2.5. Statistical Analysis

The data derived from both the screening program (cancer-free women) and clinical settings (cancer women) were subjected to two types of statistical analysis: univariable and multivariable analysis. Women with and without cancer were analysed as separate groups, because the variable sets available for each group differed slightly.

The relationship between PD and continuous variables was assessed using the Pearson correlation coefficient (r). Difference of mean values of PD was compared between the groupings of each dichotomous variable using t-tests.

To identify key factors associated with PD, linear model building was performed using stepwise multiple regression adopting the significant variables from Pearson tests and t-tests except those restricted to women with specific conditions (for example, age at menopause was restricted to postmenopausal women only, so this variable was not used in the model building). Residuals of the PD were examined to check for assumptions of linear models by using regression scatterplots and histograms. R-squared statistics were used to assess the goodness of fit of the models.

All of the statistical tests performed for PD were repeated for DA.

SPSS (IBM SPSS statistics for windows, version 22.0) statistical package was used for all statistical analyses, and two-tailed tests of significance were employed using a significance level of 0.05.

3. Results

3.1. Characteristics of Participants

After excluding cases with unilateral images, a total of 1071 (84 with and 987 without breast cancer) women were finally selected for statistical analysis. Table 1 shows the characteristics for both groups of women.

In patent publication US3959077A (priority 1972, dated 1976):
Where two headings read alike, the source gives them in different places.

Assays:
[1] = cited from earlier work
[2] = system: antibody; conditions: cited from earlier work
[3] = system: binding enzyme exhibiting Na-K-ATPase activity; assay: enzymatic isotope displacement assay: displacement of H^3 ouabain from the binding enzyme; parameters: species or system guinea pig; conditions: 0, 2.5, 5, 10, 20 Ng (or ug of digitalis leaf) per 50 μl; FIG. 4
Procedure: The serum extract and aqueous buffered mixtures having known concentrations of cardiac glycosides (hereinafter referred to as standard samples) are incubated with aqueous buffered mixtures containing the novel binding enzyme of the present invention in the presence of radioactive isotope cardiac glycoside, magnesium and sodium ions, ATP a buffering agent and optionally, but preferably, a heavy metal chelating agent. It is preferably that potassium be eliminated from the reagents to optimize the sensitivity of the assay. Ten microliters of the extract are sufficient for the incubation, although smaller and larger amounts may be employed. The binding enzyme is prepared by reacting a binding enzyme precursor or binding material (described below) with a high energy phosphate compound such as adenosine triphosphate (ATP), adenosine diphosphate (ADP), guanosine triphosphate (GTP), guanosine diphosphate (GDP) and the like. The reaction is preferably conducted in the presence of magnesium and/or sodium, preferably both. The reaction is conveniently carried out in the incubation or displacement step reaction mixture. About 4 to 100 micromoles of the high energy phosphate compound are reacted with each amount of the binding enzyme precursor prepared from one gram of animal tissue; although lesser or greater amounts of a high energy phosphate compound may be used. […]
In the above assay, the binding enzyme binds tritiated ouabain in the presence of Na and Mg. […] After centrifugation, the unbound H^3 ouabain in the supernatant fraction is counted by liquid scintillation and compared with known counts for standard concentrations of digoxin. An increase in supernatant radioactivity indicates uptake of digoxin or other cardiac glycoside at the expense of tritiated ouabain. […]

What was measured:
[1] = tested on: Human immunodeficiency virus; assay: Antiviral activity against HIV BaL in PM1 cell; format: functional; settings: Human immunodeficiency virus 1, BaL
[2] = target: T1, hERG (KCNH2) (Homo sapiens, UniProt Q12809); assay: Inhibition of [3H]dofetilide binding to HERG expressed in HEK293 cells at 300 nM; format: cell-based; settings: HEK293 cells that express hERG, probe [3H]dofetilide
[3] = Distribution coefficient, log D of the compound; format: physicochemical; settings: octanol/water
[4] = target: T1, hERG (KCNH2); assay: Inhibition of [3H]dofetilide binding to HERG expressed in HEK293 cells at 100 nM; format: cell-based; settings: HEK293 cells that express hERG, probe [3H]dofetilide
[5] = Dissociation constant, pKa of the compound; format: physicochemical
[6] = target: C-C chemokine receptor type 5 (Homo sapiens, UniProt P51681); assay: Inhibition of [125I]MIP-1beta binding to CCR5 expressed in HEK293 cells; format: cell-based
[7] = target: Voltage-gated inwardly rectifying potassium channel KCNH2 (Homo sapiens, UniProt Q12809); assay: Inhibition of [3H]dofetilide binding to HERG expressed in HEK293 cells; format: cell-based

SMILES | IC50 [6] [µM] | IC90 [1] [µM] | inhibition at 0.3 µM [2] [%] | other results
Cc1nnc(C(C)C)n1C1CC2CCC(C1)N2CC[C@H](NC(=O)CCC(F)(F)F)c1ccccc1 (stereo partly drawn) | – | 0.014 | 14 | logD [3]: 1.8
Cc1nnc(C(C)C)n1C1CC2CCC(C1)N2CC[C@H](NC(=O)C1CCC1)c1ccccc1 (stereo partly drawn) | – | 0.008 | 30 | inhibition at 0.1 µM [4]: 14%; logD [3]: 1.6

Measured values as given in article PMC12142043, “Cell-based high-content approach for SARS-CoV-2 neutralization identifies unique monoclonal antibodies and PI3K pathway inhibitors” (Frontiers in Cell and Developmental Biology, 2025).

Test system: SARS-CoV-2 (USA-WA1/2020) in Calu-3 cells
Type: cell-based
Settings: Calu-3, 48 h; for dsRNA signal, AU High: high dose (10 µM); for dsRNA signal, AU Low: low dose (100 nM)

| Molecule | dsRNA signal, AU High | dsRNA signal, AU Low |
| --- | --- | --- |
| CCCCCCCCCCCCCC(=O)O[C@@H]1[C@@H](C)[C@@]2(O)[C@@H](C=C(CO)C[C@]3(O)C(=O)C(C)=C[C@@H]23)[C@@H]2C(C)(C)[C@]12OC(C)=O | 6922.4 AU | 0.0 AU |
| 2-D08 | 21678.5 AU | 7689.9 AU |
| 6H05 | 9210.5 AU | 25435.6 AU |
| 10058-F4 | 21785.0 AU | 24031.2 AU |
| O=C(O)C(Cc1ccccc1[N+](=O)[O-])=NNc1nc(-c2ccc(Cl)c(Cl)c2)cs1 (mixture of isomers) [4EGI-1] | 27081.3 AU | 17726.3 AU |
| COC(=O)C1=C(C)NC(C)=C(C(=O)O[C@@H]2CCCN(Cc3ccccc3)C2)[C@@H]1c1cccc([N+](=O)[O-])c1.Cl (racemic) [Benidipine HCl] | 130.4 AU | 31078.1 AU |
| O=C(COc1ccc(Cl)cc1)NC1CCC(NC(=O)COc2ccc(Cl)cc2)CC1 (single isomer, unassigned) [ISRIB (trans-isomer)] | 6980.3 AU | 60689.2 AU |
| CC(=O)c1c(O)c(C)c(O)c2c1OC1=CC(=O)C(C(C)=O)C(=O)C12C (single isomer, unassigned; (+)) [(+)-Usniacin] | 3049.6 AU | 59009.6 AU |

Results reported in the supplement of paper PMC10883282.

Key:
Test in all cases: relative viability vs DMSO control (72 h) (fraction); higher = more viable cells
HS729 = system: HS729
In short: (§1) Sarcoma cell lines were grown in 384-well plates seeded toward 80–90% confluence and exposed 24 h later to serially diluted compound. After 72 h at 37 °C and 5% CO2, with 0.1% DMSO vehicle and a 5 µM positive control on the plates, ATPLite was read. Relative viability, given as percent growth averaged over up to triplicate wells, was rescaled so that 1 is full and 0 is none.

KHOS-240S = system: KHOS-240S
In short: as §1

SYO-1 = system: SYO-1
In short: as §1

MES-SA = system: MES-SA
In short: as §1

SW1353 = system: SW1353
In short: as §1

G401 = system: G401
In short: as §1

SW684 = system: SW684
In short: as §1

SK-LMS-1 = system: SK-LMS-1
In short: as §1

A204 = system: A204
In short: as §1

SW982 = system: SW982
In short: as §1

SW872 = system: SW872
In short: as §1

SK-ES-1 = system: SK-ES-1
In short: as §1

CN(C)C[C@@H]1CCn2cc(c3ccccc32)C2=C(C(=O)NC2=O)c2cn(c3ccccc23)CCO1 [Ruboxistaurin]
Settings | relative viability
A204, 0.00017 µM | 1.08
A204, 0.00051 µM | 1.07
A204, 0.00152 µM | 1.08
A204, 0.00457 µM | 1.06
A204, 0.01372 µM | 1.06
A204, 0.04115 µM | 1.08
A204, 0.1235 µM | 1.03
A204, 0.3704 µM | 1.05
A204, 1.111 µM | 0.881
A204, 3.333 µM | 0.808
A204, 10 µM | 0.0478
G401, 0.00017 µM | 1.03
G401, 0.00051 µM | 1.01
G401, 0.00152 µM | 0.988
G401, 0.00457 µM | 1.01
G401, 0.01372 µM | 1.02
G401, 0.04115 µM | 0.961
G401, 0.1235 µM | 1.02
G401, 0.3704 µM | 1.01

Figure 2 depicts the distribution of PD, DA, and breast area from AutoDensity algorithm for both cancer and cancer-free women.

3.2. Association between PD and DA

PD and DA were positively correlated for cancer-free women (r = 0.487, p < 0.001) and for women with cancer (r = 0.446, p < 0.001), respectively.

3.3. Determinants of Mammographic Density

The output from the Pearson and t-tests for both PD and DA are shown in Table 2 for both cancer and cancer-free women.

3.3.1. Women without Breast Cancer

Age at mammography (r = -0.202), weight (r = -0.237), BMI (r = -0.272), and age at menarche (r = -0.078) were significantly and negatively associated (p < 0.001) with PD. Lower PD (p < 0.001) was found within postmenopausal women and women with secondary education background or below compared to premenopausal women and women with tertiary education.

DA was found to be positively associated with breast area (r = 0.790, p < 0.001), body weight (r = 0.110, p < 0.001), and BMI (r = 0.099, p = 0.002). Negative associations were shown between DA and age at mammography (r = -0.086, p = 0.007) and age at menarche (r = -0.080, p = 0.012). DA was also found to be lower in women with a history of nulliparity (p = 0.014) and lack of breastfeeding (p= 0.002) compared to women without such histories.

3.3.2. Women with Breast Cancer

Negative associations were found between PD and age at mammography (r = -0.451, p < 0.001), weight (r = -0.495, p < 0.001), BMI (r = -0.520, p < 0.001), and age at menopause (r = -0.290, p = 0.046). Reduced PD was also found in women with postmenopausal compared with premenopausal status (p < 0.001).

Within this group of women, breast area was positively associated with DA (r = 0.739, p < 0.001).

3.4. Linear Models